Mixed-use development has long been a viable option for hotel owners looking to create multifaceted projects that drive different types of demand, but such projects have increasingly gained favor among developers of late as they offer a number of other financial advantages as well.
With construction costs on the rise and financing increasingly difficult to come by, it’s becoming more challenging to have standalone, new-build hotels pencil out. Such challenges have been the driving force for an uptick in multi-use projects, according to hotel executives.
“The ability to diversify the project, through residential or other [types of properties], provides lenders and investors with additional security. It can also help cash flow—condo sale profits, for example, usually offset some of the expense of building a hotel, which is particularly helpful at the beginning of the project,” said Bill Fortier, SVP, development, The Americas, Hilton. Brian Quinn, chief development officer, Sonesta, reinforced the point and detailed the appeal for the multi-brand franchise company.
“On the development and hotel growth side, [mixed-use is] a way to bring the brand to light in a lot of different ways. It also allows you to continue to get projects done with a little bit of a different equity and debt model,” said Quinn. He further noted that a couple of “positive forces” are driving the mixed-use trend, one of which is the consumer. Quinn also acknowledged mixed use tends to be somewhat cyclical, generally increasing in popularity during economic downturns.
“People are looking for creative ways to fund projects, and we know that this ameliorates the equity requirements and changes the complexion of the debt. The traveler wants it and the real estate owner wants it too,” he said. Sonesta recently announced that its Royal Sonesta Washington DC Dupont Circle will be rebranded to The James, the company’s new lifestyle brand. Quinn noted this was made possible by the recent opening of The Royal Sonesta Washington, DC Capitol Hill, a mixed-use project which will include an integrated office building.
The company’s mixed-use lineup also includes The Royal Sonesta Chase Park Plaza St. Louis—which comprises hotel towers, a residential component, and different types of retail—as well as the Sonesta Bee Cave Austin. The latter property, which opened in 2015, includes a lifestyle center that is embedded in what Quinn described as a “work, live, play,” type of space and is connected to some 75 restaurants and shops. Quinn added that the company has a new ground-up mixed-use project planned for the Caribbean as well.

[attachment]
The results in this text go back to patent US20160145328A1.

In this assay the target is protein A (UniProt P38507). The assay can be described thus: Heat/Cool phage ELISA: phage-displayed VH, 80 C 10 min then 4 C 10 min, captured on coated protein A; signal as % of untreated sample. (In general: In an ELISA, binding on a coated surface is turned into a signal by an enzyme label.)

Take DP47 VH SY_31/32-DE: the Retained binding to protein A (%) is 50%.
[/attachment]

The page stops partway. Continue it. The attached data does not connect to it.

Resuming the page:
Meanwhile, The Crescent Hotel in Texas is the hospitality centerpiece of a larger mixed-use project known as The Crescent, Fort Worth, which also includes a 170,000-sq.-ft. Class AA office building and 167 luxury apartments. Scheduled to open this fall, the hotel will include 200 guestrooms (including 12 suites), two restaurants, and a rooftop bar, as well as 14,000 sq. ft. of available event space, in addition to the Canyon Ranch Wellness Club.
Robert Rechtermann, general manager, The Crescent Hotel, referred to it as a “really, really high-profile project here in Fort Worth.”
He touted the various components of the project and how they will work together to drive demand.
“It’s a brilliant project in the sense that you’re combining the various aspects of residential and an office building, and of course the hotel and spa, which will end up being sort of the living room for a lot of the people that are being drawn into this little area,” he said, later adding, “It’s really changing the footprint here in Fort Worth.”
Rechtermann continued, “So the idea of having all three together sort of feeding off of each other is just brilliant, and obviously from a financial perspective it makes a lot of sense for the owners.” In fact, making sure all the different aspects of the mixed-use project are working cohesively together should be a primary consideration, according to Fortier, who referenced a pair of projects.
“Ensuring all components are complementary to one another is critical, and it starts with understanding your guest. For example, luxury mixed-use residential developments, such as The Waldorf Astoria Los Cabos Pedegral and the Waldorf Astoria Miami—need to cater to the same type of guest. The same mindset applies when adding wellness, entertainment, or food and beverage offerings to your hotel project,” said Fortier. Finally, Fortier detailed some of the overarching trends that Hilton is observing in mixed use.
“In addition to the traditional office or work-space opportunities, we’re seeing an increased focus on residential, food and beverage, wellness, and entertainment,” said Fortier. Quinn identified a trend of his own, noting that while luxury and upscale brands have traditionally been affiliated with mixed-use projects, that mix may shift a bit going forward.
“I do think we are going to start to see it reach down a little bit into extended stay and into select service. That’s just because of the power of the complementary services and the cost recovery, as well as the different ways to capitalize the project,” he said.